Beware! Herein lie spoilers!
I’m not in the habit of writing movie reviews, but then I’m not in the habit of going to movies either. John loves them, and occasionally he insists on taking me, but usually I’d rather spend date nights talking. I go to the theatre for big events: Harry Potter, Star Wars, The Hobbit . . . the movies whose opening date you’ve known for months, the ones where your heart is pounding and you are a little bit breathless as the show finally begins. Y’all, I had actual tears in my eyes when the theme music started. This is serious stuff to me.
Why so serious? you ask. Because I am, and have been, a certified Tolkien geek for most of my life, since I first read The Hobbit when I was about eight years old. I can’t tell you how many times I’ve read it–and its “sequel”–since. I read it aloud to my children; I read The Lord of the Rings (yes, all 1,200 pages) aloud to my husband. Pre-fire, I owned most of Tolkien’s books, including obscure works; I had the soundtracks of the animated versions of his books; I had encyclopedias and atlases of Middle Earth; I even had the War of the Rings board game. In college, I wrote a term paper on Tolkien’s life; in grad school, I created an annotated bibliography of sources related to the languages he created.
So I’m not a casual fan, or someone who just discovered Tolkien because of Peter Jackson’s movies (which up until now I’ve mostly been pleased with). And this is a family full of serious Tolkien fans. We were so excited about this movie that we kept the kids out of school today so that we could go as early as possible.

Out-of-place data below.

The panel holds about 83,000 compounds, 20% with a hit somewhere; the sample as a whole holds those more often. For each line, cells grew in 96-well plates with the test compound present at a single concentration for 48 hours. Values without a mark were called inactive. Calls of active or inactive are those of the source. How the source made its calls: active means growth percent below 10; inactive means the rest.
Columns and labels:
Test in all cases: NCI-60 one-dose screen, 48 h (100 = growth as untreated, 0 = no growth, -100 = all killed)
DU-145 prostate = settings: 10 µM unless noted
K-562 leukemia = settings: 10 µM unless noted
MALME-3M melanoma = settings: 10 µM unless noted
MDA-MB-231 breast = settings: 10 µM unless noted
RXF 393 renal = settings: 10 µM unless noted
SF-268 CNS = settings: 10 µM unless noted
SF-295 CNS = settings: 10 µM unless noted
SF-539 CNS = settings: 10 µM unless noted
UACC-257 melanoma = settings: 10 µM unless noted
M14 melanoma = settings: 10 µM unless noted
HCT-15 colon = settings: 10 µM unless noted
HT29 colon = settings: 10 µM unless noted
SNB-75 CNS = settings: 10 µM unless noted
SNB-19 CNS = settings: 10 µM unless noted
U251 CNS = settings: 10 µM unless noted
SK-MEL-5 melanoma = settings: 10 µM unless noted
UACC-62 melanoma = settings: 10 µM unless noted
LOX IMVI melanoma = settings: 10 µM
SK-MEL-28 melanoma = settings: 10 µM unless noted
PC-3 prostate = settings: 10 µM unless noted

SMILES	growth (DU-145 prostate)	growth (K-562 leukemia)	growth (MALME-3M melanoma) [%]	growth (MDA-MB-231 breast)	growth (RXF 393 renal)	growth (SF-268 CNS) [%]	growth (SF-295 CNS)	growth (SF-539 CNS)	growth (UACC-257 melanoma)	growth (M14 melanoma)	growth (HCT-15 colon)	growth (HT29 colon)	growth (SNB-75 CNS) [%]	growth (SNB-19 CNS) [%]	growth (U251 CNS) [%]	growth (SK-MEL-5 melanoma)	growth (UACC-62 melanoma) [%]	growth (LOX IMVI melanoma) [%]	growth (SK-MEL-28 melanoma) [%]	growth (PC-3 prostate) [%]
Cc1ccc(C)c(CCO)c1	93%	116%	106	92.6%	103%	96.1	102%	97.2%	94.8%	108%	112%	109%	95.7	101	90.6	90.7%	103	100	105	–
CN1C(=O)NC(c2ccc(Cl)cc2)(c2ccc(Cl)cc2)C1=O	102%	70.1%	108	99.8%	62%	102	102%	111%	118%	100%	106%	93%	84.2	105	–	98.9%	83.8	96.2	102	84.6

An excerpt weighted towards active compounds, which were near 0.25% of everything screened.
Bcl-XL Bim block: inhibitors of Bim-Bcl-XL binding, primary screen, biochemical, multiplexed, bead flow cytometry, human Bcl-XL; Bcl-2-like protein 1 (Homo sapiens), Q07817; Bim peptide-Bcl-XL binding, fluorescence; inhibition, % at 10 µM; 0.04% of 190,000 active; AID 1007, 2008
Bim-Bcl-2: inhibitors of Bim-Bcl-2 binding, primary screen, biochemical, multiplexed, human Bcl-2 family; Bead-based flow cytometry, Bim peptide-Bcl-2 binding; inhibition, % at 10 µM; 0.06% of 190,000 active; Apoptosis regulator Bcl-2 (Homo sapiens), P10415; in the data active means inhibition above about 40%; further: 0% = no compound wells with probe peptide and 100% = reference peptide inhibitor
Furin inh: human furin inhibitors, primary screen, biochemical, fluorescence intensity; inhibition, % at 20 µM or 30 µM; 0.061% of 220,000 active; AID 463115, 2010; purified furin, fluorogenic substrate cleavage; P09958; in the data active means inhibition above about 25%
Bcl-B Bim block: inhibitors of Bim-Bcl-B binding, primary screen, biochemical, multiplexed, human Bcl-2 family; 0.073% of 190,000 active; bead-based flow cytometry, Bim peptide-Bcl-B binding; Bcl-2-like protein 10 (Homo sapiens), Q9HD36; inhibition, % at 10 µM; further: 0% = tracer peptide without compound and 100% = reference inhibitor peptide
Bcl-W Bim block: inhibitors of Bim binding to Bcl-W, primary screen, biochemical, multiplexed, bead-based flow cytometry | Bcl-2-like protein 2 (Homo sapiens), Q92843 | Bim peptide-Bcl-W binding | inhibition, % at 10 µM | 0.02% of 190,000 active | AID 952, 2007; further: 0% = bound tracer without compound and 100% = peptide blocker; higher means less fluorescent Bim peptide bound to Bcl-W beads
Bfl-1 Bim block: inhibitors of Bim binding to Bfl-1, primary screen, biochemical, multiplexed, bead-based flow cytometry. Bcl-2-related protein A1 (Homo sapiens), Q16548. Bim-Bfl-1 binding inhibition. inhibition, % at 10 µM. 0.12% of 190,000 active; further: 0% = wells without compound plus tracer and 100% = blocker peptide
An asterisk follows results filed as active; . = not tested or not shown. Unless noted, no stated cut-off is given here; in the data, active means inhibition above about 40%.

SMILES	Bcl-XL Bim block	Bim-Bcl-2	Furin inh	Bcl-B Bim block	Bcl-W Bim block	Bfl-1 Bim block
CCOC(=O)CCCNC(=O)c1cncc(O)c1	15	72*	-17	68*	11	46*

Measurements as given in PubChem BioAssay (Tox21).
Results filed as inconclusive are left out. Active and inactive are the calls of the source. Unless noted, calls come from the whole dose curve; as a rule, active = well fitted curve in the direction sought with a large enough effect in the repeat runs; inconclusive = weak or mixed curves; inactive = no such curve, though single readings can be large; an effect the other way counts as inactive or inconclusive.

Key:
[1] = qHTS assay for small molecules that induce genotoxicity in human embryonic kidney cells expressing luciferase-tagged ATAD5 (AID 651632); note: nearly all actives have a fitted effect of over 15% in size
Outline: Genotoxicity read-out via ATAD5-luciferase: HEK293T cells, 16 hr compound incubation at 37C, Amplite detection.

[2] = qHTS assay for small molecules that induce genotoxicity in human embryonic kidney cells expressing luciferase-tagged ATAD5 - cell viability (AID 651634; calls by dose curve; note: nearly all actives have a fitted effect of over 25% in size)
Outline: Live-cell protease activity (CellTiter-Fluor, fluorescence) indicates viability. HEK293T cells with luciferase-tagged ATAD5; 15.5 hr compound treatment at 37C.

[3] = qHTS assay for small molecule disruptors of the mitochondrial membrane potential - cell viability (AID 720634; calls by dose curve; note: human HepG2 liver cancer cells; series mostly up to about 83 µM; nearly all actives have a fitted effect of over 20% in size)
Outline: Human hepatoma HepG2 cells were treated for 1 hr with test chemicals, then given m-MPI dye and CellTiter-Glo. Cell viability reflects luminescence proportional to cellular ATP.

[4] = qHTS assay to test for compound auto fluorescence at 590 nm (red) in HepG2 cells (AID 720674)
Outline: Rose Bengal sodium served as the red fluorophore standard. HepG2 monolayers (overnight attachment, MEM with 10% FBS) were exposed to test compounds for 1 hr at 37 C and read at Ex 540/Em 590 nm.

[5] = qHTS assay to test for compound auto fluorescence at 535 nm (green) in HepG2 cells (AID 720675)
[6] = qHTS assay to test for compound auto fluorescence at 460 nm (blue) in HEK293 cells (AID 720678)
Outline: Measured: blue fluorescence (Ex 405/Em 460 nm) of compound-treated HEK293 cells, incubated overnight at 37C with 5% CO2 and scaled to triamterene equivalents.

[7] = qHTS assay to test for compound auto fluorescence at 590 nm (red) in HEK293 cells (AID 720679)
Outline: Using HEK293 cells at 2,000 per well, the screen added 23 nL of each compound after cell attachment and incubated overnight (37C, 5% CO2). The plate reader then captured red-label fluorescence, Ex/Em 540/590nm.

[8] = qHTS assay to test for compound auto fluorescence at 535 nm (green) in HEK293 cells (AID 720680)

So I hate that I was disappointed.
I was skeptical when Peter Jackson announced that he was making The Hobbit into a trilogy. I knew he was going to have to make additions, but I expected that most of them would involve adding scenes from other Tolkien sources (like Gandalf’s meeting with Thorin in Bree, a scene in this movie) or expounding on things that are mentioned in the book but not fleshed out (like flashbacks to the fall of Dale and Erebor in the last one). I did not expect him to flat-out MAKE THINGS UP. His efforts to insert matters from The Lord of the Rings into the first installment were irksome, requiring mischaracterization of the relationship between Saruman and Galdalf, and I groused about that then, but for the most part his tampering was minor enough to overlook.
But not this time. You know, I could overlook Azog not being actually dead in the first movie, but I can’t overlook the appearance of Bolg as well and orc after orc after hideously ugly orc in this one, especially not in freaking Imax 3-D. THERE SHOULD BE NO ORCS IN THIS SECTION OF THE MOVIE. They go back to the Misty Mountains and don’t reappear until the Battle of Five Armies. Y’all, orcs are repulsive to look at and I’m tired of seeing them get their heads cut off. I mean the thrill is totally gone.
You know what else shouldn’t be in this movie? Legolas. Now. don’t get me wrong, I love Legolas. And I was prepared to go along with his presence, because Thranduil IS his father, and he is a Mirkwood elf, so he was probably there. So give him a few lines or whatever, but don’t give him a huge subplot, complete with a love triangle.
Oh, and don’t create a “she-elf” to be one of the vertices of said love triangle, and have her be the one who enlightens Legolas on his duty to leave the safety of the forest against his father’s will in order to help stop the spreading darkness (which is not really even mentioned in this book but which is insisted upon over and over in the movie–by the elves, Gandalf, the orcs, and even Smaug).
So belatedly I should say that the first problem I have with this movie is it adds things that never happened. More things than I’ve mentioned. But enough said.